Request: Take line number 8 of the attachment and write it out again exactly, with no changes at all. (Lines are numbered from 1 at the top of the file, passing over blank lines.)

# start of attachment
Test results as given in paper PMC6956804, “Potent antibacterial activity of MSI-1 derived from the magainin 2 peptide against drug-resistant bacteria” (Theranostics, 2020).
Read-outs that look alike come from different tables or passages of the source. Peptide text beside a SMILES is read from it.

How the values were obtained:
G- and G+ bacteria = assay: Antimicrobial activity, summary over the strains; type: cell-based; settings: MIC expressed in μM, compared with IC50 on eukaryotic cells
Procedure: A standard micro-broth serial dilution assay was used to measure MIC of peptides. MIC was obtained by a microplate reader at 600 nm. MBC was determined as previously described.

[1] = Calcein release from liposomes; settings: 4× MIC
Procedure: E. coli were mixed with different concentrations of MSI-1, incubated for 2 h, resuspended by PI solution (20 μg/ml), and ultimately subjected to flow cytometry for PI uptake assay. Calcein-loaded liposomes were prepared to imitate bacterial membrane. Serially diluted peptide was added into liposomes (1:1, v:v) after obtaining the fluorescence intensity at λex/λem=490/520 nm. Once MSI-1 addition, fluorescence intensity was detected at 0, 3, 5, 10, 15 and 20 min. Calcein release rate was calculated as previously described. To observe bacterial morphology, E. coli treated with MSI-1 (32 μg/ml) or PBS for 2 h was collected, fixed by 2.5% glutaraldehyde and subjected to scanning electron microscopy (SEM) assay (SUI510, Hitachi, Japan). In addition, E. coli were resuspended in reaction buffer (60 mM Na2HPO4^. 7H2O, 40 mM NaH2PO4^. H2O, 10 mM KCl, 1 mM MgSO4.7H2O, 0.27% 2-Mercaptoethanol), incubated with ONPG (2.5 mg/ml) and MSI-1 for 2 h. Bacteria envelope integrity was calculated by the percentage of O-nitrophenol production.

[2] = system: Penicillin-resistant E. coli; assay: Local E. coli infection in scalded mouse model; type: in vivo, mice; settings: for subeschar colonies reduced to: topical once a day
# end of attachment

[2] = system: Penicillin-resistant E. coli; assay: Local E. coli infection in scalded mouse model; type: in vivo, mice; settings: for subeschar colonies reduced to: topical once a day